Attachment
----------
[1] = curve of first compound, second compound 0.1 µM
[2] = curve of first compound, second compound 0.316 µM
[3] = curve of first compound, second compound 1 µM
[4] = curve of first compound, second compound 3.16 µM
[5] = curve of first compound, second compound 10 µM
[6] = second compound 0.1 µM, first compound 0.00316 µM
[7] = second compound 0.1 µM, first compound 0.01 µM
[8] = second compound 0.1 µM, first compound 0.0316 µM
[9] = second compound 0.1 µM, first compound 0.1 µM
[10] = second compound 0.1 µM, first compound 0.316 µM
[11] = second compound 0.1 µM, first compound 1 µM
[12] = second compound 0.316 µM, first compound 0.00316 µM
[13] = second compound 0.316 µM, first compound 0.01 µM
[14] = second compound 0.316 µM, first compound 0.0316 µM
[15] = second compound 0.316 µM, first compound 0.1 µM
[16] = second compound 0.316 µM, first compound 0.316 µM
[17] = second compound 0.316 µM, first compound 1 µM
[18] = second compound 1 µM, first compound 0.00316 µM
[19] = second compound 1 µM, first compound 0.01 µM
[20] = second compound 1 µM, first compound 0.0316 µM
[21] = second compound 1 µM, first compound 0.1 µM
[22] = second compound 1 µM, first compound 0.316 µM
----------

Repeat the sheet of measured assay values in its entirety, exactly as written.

[1] = curve of first compound, second compound 0.1 µM
[2] = curve of first compound, second compound 0.316 µM
[3] = curve of first compound, second compound 1 µM
[4] = curve of first compound, second compound 3.16 µM
[5] = curve of first compound, second compound 10 µM
[6] = second compound 0.1 µM, first compound 0.00316 µM
[7] = second compound 0.1 µM, first compound 0.01 µM
[8] = second compound 0.1 µM, first compound 0.0316 µM
[9] = second compound 0.1 µM, first compound 0.1 µM
[10] = second compound 0.1 µM, first compound 0.316 µM
[11] = second compound 0.1 µM, first compound 1 µM
[12] = second compound 0.316 µM, first compound 0.00316 µM
[13] = second compound 0.316 µM, first compound 0.01 µM
[14] = second compound 0.316 µM, first compound 0.0316 µM
[15] = second compound 0.316 µM, first compound 0.1 µM
[16] = second compound 0.316 µM, first compound 0.316 µM
[17] = second compound 0.316 µM, first compound 1 µM
[18] = second compound 1 µM, first compound 0.00316 µM
[19] = second compound 1 µM, first compound 0.01 µM
[20] = second compound 1 µM, first compound 0.0316 µM
[21] = second compound 1 µM, first compound 0.1 µM
[22] = second compound 1 µM, first compound 0.316 µM